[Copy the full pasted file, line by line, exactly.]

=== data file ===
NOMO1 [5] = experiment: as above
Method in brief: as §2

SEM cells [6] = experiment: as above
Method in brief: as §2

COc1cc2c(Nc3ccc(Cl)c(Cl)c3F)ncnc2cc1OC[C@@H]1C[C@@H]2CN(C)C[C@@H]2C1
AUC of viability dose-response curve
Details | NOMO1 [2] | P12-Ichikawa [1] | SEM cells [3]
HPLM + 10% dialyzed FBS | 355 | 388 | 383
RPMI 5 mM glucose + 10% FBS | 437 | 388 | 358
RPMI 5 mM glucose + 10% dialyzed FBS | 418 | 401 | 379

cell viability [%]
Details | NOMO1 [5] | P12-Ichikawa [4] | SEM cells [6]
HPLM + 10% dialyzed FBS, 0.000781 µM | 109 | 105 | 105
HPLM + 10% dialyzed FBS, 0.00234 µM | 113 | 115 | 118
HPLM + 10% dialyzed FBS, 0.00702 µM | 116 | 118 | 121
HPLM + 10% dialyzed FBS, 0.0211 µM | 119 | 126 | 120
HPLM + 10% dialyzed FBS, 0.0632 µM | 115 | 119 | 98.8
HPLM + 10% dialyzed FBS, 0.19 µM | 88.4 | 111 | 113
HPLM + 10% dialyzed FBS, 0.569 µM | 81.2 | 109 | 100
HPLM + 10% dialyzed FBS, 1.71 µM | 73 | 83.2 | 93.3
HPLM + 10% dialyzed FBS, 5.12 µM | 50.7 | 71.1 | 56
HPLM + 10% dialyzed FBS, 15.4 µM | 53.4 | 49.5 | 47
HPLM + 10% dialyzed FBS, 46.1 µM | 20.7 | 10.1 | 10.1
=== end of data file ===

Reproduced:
NOMO1 [5] = experiment: as above
Method in brief: as §2

SEM cells [6] = experiment: as above
Method in brief: as §2

COc1cc2c(Nc3ccc(Cl)c(Cl)c3F)ncnc2cc1OC[C@@H]1C[C@@H]2CN(C)C[C@@H]2C1
AUC of viability dose-response curve
Details | NOMO1 [2] | P12-Ichikawa [1] | SEM cells [3]
HPLM + 10% dialyzed FBS | 355 | 388 | 383
RPMI 5 mM glucose + 10% FBS | 437 | 388 | 358
RPMI 5 mM glucose + 10% dialyzed FBS | 418 | 401 | 379

cell viability [%]
Details | NOMO1 [5] | P12-Ichikawa [4] | SEM cells [6]
HPLM + 10% dialyzed FBS, 0.000781 µM | 109 | 105 | 105
HPLM + 10% dialyzed FBS, 0.00234 µM | 113 | 115 | 118
HPLM + 10% dialyzed FBS, 0.00702 µM | 116 | 118 | 121
HPLM + 10% dialyzed FBS, 0.0211 µM | 119 | 126 | 120
HPLM + 10% dialyzed FBS, 0.0632 µM | 115 | 119 | 98.8
HPLM + 10% dialyzed FBS, 0.19 µM | 88.4 | 111 | 113
HPLM + 10% dialyzed FBS, 0.569 µM | 81.2 | 109 | 100
HPLM + 10% dialyzed FBS, 1.71 µM | 73 | 83.2 | 93.3
HPLM + 10% dialyzed FBS, 5.12 µM | 50.7 | 71.1 | 56
HPLM + 10% dialyzed FBS, 15.4 µM | 53.4 | 49.5 | 47
HPLM + 10% dialyzed FBS, 46.1 µM | 20.7 | 10.1 | 10.1